Ronald Lee, a UC Berkeley economist who prepared the NAS study told a U. S. Senate committee that the study did not reflect the true situation because of computer model problems. He says, “As for the fiscal impact of legal immigration, with the appropriate assumptions, a dynamic analysis would likely show that 49 of the states come out ahead, with the 50th, California, a close call.”
Borjas and his adherents declare that immigrants cost us money. They don’t.
Borjas states that immigrants don’t add much to the American economy and do only when they lower native-born wages by accepting lower wages for traditional American jobs, like ditch digging and janitorial work. He further posits that immigrants would just as likely succeed in their own countries if they stayed there. Stuart Anderson writes in Reason Magazine, “In fact, immigrants come here precisely because oppressive political or economic policies block them from succeeding in their own countries.
Further, Borjas ignores immigrant induced productivity, immigrant business formation and immigrant performance of jobs native-born refuse to do at any wage because, Borjas says, “They are difficult to quantify.” Really?
The heaviest and most deceitful charge that Borjas makes is that the little educated native-born class suffers lower wages because of immigrants. That is blatantly untrue. Borjas claims that the true measure of this is the emigration of native-born from states that experience heavy immigration. But, Columbia University economist Francisco L Rivera-Batiz has proved that theory wrong. His studies show that where out migration can be measured, it is generally college educated who leave, not the-less-than-high-school class. In California, for example, there was a quantifiable out migration of college educated when the defense/aerospace industry collapsed as the Cold War collapsed. What did that have to do with immigration?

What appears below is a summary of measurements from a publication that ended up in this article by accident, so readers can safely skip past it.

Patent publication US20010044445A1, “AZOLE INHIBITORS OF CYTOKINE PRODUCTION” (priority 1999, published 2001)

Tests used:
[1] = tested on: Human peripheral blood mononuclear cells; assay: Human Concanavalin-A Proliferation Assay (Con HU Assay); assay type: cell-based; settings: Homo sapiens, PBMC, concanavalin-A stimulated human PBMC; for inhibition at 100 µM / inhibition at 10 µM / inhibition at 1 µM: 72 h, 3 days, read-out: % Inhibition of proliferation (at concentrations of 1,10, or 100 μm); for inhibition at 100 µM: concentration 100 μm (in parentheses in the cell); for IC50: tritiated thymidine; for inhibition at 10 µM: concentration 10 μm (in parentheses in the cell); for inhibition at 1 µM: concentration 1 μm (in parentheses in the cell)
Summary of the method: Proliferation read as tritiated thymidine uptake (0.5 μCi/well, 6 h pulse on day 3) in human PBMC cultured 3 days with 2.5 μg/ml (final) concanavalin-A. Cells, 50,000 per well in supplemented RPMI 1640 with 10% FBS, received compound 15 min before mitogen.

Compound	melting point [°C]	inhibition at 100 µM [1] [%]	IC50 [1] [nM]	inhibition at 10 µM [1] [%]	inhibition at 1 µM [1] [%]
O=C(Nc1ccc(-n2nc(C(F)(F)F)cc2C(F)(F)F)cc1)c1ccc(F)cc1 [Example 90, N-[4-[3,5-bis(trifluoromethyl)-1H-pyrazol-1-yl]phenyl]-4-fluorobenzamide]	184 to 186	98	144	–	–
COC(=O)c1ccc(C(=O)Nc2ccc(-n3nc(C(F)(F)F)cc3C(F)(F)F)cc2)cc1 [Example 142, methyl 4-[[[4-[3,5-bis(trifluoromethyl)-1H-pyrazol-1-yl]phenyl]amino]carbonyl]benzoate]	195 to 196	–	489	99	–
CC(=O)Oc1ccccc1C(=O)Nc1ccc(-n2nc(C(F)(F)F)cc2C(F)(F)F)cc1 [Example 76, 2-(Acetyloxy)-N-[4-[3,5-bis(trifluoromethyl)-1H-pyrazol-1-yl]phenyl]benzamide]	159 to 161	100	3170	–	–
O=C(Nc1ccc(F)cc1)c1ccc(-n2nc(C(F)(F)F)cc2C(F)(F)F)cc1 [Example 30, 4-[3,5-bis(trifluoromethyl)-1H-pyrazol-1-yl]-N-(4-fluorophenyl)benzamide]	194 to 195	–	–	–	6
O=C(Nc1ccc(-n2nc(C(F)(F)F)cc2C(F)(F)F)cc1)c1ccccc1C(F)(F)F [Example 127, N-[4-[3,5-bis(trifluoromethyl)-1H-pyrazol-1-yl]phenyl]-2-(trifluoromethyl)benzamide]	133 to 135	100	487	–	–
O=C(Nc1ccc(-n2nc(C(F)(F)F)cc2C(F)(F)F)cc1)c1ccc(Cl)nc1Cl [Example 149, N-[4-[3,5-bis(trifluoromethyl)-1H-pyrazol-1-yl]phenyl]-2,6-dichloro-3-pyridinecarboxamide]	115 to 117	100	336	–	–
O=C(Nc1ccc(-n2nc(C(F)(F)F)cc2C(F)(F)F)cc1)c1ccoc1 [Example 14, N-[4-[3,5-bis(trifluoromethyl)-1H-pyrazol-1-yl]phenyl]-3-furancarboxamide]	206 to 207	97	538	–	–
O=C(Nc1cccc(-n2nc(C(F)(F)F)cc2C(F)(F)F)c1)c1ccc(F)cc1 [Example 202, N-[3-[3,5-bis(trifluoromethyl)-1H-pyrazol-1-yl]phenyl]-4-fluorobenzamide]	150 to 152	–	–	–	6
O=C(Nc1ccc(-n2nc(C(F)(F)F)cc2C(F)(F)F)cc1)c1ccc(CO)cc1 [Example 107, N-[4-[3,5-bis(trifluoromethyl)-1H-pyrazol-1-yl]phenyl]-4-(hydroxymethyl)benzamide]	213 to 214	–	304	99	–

Borjas thinks immigration should only be on a point basis of education and skills, but admits that if his imaginary point system was implemented, “most likely, the predominance of Mexican immigrants. will decline substantially.”
Aha! So that’s what is at the bottom of Borjas’ proposed policies. In fact, he admits, if his point system was implemented, his own mother couldn’t have immigrated to the USA from Cuba and she couldn’t have brought four-year-old George Borjas with her (His education would have been an immigrant “cost”).
Borjas takes us back to the same motive of the Ku Klux Klan in the Twenties and the German Nazis in the Thirties, race and ethnicity as policy. Borjas cannot escape his own words, nor can his supporters and sycophants.
Original link – originally written in 2000 and still true today! Re-posted with the author’s permission.
Raoul Lowery Contreras (1941) was born in Mexico, raised in the USA. Former U.S. Marine, athlete, Dean’s List at San Diego State. Professional political consultant and California Republican Party official(1963-65)…Television news commentator, radio talk show host…published Op-Ed writer (1988 to present)…author of 12 books (as of 1-05-12). His books are available on Amazon.com.